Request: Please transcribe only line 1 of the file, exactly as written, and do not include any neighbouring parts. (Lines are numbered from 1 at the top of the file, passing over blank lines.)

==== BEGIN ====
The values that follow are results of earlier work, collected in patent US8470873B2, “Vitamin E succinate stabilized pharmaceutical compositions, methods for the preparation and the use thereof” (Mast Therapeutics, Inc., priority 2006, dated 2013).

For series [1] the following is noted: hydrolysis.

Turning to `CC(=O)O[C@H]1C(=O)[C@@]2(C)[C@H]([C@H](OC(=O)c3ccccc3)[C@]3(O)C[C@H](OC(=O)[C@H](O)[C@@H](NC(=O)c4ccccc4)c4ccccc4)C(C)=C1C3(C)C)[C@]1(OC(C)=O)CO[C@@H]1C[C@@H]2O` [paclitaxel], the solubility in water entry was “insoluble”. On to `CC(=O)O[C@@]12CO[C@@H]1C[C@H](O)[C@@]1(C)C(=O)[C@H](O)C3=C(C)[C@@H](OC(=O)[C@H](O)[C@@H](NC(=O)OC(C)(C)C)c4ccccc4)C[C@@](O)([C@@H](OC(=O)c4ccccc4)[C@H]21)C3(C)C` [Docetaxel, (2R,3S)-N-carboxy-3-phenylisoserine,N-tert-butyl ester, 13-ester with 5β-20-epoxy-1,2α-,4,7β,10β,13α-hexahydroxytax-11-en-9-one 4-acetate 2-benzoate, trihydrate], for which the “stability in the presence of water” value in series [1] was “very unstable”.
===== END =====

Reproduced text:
The values that follow are results of earlier work, collected in patent US8470873B2, “Vitamin E succinate stabilized pharmaceutical compositions, methods for the preparation and the use thereof” (Mast Therapeutics, Inc., priority 2006, dated 2013).